University of Minnesota Twin Cities PL Seminar

Books

This page has things, TODO

Books we might want to read in the future

  • Abella: A System for Reasoning about Relational Specifications
    • Baelde, Chaudhuri, Gacek, Miller, Nadathur, Tiu, and Wang 2014
    • A tutorial for Abella.
    • I guess this is kinda a paper? It has chapters, so I’m putting it here.
    • 9ch, 89pgs.
  • Algebra of Programming
    • Bird and de Moor 1997
    • BMF/Squiggol
    • 10ch, 312pgs.
  • Call-by-Push-Value
    • Levy 2003
    • Favonia said I should read it ages ago and it’s been sitting it my TODO list ever since…
    • FAQ
    • 12ch, 381pgs.
  • Category Theory for Programmers
    • Milewski 2019
    • Site, PDF, Hardcover, Lectures
    • What it says on the tin
    • Covers more than Seven Sketches in Compositionality
    • Contains Haskell code
    • 31ch, 498pgs.
  • Formal Reasoning About Programs
    • Chlipala Ongoing
    • Coq book getting to the nice PL stuff sooner than SF
    • Open source! (CC and BSD)
    • 19ch, online (as of May 2021).
  • An Introduction to Array Programming in Klong
    • Holm 2018
    • Array programming as in APL, J, K, or Q.
    • Sample
    • 3ch, 100pgs.
  • Lisp in Small Pieces
    • Queinnec 1994
    • Essentially a series of tutorials on different ways to implement Lisp (and Scheme), and goes into some of the design decisions involved.
    • My introduction to continuations and denotational semantics.
    • 11ch, 514pgs.
  • Logic and Proof
    • Avigad, Lewis, and van Doorn 2017
    • The more mathy Lean book (the other is Theorem Proving in Lean, below).
    • 24ch, online.
  • Mathematical Components
    • Mahboubi and Tassi, Ongoing
    • Coq book teaching the Coq/SSReflect language, covering mostly math (rather than PLT)
    • Open source! (CC-BY-NC)
    • 8ch, 187pgs.
  • Object-Oriented Programming in Common Lisp
    • Keene 1988
    • An introduction to CLOS; if you think you know OOP and haven’t used CLOS, you should give it a try!
    • 12ch, 288pgs.
  • Optics By Example
    • Penner 2020
    • Lenses, Prisms, etc. in Haskell
    • 20ch, 420pgs.
  • Partial Evaluation and Automatic Program Generation
    • Jones, Gomard, and Sestoft 1999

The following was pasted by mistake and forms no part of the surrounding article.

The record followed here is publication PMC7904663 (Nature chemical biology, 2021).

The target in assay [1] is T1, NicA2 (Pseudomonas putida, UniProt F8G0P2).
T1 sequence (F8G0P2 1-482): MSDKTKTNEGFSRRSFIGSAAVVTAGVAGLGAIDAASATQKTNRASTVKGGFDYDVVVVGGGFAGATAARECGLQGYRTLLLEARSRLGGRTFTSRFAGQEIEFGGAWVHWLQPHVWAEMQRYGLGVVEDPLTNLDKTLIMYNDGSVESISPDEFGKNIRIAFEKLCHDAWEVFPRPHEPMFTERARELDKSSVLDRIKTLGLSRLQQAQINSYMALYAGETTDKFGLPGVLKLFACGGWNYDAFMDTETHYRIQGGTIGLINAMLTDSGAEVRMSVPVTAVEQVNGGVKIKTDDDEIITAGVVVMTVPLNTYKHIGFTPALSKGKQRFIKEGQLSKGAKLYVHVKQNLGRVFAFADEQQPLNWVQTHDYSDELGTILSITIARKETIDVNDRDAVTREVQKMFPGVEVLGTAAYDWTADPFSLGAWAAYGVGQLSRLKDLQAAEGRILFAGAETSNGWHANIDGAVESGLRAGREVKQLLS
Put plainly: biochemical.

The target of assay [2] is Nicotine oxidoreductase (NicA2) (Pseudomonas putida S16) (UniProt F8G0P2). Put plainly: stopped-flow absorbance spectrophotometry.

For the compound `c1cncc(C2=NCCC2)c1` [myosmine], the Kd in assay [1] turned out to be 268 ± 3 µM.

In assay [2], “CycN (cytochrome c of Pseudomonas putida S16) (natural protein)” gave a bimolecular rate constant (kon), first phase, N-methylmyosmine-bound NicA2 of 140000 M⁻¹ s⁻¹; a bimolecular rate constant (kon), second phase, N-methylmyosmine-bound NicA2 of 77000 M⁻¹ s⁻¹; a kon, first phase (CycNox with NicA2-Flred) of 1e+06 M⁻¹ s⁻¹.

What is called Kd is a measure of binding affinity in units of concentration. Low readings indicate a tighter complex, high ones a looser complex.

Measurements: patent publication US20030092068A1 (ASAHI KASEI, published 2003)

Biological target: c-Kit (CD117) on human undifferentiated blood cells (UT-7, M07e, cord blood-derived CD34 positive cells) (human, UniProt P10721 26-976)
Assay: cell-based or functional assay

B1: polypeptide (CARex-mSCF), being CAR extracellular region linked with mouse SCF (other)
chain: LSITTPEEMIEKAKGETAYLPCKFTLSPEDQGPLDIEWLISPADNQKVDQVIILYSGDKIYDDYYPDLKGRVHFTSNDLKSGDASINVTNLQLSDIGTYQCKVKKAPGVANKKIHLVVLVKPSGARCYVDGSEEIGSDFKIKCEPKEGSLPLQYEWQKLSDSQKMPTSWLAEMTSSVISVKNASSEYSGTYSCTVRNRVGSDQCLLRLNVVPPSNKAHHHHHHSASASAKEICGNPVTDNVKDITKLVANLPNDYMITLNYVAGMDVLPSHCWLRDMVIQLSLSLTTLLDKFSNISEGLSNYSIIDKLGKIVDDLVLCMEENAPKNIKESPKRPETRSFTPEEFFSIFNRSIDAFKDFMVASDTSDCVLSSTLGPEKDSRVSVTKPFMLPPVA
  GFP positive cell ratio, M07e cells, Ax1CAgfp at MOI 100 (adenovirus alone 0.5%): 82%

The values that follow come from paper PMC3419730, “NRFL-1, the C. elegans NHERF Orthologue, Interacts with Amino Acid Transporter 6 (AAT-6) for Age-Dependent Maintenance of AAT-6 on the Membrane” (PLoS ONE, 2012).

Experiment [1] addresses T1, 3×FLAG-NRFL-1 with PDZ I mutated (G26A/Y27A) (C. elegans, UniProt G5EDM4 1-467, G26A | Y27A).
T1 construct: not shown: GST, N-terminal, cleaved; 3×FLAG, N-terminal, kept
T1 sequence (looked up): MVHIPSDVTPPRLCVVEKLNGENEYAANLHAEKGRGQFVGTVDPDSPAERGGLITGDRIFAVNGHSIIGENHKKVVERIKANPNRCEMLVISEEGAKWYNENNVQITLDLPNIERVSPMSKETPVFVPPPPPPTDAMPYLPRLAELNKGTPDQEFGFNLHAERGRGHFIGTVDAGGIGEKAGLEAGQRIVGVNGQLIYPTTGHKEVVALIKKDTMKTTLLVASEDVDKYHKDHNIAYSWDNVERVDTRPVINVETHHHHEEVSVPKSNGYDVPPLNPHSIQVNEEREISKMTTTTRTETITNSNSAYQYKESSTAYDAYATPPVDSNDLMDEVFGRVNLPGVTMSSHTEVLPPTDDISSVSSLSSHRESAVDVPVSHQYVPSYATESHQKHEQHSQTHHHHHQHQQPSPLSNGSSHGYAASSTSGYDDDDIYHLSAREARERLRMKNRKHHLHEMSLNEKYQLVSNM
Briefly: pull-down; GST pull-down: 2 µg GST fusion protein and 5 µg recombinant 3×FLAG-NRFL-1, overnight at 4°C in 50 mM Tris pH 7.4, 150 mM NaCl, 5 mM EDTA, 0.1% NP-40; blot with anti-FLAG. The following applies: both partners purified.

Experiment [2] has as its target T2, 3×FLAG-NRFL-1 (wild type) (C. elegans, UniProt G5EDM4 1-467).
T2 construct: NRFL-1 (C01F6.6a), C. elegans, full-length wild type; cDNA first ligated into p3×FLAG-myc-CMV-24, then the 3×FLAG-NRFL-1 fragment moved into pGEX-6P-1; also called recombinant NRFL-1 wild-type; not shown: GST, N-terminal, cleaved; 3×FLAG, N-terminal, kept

• What it says on the tin.
    • Implements very cool programs in surprisingly little code.
    • 18ch, 425pgs.
  • Pharo by Example
    • Various, Ongoing
    • Open source! (CC-BY-SA)
    • PDF
    • 17ch, 312pgs (as of May 2021).
  • Practical Foundations for Programming Languages
    • Harper 2016
    • Seems TAPL-shaped?
    • 18ch, 580pgs.
  • Principles of Program Analysis
    • Nielson, Nielson, and Hankin 2005 (2nd printing)
    • Covers control flow and data flow analyses, and abstract interpretation.
    • Might be fun to implement along with the book.
    • 6ch, 452pgs.
  • Program Design by Calculation
    • Oliveira 2021/Ongoing
    • BMF/Squiggol book, allegedly better presentation than Algebra of Programming, but still a draft
    • Being continuously updated
    • Lots of material covered in Eric’s Spring 2021 CSCI8980, so we might wanna hold off until it’s out of people’s recent memory.
    • PDF
    • 10ch, 313pgs (as of Feb 2021).
  • Program Logics for Certified Compilers
    • Appel 2014
    • Separation logic, from the CompCert people
    • Sample
    • 46ch, 472pgs.
  • Programming with Higher-Order Logic
    • Miller and Nadathur 2012
    • The λProlog book
    • 11ch, 320pgs
  • Term Rewriting and All That
    • Baader and Nipkow 1998
    • An introduction to term rewriting systems.
    • Contains SML code
    • 11ch, 301pgs
  • The Reasoned Schemer
    • Friedman, Byrd, and Kiselyov 2005 (1st ed)
    • MiniKanren. Easier to implement than Prolog, not depth-first-search-by-default.
    • Written as a dialogue.
    • If we do this, there’s a bunch of really cool miniKanren papers I’d like after, including a couple neat program-synthesis things.
    • 12ch, 169pgs.
  • The Rust Programming Language
    • Klabnik, Nichols, Various 2019/Ongoing
    • The standard book
    • Open source, paper version here
    • 20ch, online (as of May 2021).
  • Software Abstractions
    • Jackson 2011
    • The Alloy tutorial; this talk sold me on this being really cool.
    • 6ch, 376pgs.
  • The TeXbook
    • Knuth 1984
    • 27ch, 496pgs.
  • Theorem Proving in Lean
    • Avigad, de Moura, and Kong 2017
    • The more CSy Lean book (the other is Logic and Proof, above).
    • 11ch, online.
  • Warren’s Abstract Machine: A Tutorial Reconstruction
    • Aït-Kaci 1991
    • A more readable version of An Abstract Prolog Instruction Set, essentially.
    • However, last time I tried to read it, I found enough errata that it’s not as directly useful as an implementation guide as it could be.
    • Still, good for the 10,000-foot view.
    • 6ch, 114pgs.

Papers we might want to read in the future

  • An Abstract Prolog Instruction Set
    • Warren 1983
    • Initial presentation of the Warren Abstract Machine; I’ve been warned this is less than completely clear, but never read it.
    • 34pgs, so maybe avoid or split up.
  • An Algorithm for Optimal Lambda Calculus Reduction
    • Lamping 1990